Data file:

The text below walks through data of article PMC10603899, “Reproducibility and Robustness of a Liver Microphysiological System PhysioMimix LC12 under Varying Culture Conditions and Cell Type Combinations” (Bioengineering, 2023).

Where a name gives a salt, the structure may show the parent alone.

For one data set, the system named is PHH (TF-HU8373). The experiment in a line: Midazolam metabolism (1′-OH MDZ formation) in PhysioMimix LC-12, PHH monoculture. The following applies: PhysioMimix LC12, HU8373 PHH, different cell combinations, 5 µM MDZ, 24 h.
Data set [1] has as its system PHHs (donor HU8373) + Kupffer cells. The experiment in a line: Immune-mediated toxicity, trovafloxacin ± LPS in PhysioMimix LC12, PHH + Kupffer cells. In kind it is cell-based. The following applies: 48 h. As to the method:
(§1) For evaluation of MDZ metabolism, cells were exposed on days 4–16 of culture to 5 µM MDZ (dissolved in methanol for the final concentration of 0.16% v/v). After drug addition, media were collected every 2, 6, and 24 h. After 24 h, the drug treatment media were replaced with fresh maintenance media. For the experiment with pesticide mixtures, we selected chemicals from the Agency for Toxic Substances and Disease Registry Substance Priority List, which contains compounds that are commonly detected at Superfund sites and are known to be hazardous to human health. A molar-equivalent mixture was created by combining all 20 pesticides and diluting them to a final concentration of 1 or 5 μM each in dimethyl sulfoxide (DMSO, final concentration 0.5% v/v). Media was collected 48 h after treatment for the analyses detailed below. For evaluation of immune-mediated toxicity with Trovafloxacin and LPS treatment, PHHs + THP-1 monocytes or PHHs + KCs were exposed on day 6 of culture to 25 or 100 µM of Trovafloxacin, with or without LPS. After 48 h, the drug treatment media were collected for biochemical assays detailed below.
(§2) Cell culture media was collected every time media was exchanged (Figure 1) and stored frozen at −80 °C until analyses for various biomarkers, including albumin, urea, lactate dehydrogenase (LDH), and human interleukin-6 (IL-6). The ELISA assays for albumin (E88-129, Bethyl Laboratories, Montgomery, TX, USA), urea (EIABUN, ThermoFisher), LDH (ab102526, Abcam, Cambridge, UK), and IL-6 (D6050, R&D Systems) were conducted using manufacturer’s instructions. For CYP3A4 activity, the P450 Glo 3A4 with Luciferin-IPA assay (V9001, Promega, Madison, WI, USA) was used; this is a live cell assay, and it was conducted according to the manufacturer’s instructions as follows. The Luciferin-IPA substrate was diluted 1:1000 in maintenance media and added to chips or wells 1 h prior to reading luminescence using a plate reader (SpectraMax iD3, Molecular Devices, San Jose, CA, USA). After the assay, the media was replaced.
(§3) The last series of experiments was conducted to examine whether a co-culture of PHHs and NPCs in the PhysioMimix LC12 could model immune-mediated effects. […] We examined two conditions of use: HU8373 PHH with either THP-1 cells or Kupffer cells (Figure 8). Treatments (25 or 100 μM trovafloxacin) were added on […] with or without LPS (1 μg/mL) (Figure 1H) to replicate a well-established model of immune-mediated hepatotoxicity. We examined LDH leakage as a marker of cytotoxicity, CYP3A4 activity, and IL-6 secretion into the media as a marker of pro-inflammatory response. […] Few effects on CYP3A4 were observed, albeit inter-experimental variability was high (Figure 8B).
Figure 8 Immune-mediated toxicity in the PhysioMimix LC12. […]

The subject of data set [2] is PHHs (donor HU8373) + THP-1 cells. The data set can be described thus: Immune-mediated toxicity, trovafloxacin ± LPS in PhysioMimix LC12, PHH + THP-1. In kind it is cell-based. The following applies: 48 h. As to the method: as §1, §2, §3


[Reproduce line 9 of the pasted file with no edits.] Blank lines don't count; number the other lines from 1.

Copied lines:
The subject of data set [2] is PHHs (donor HU8373) + THP-1 cells. The data set can be described thus: Immune-mediated toxicity, trovafloxacin ± LPS in PhysioMimix LC12, PHH + THP-1. In kind it is cell-based. The following applies: 48 h. As to the method: as §1, §2, §3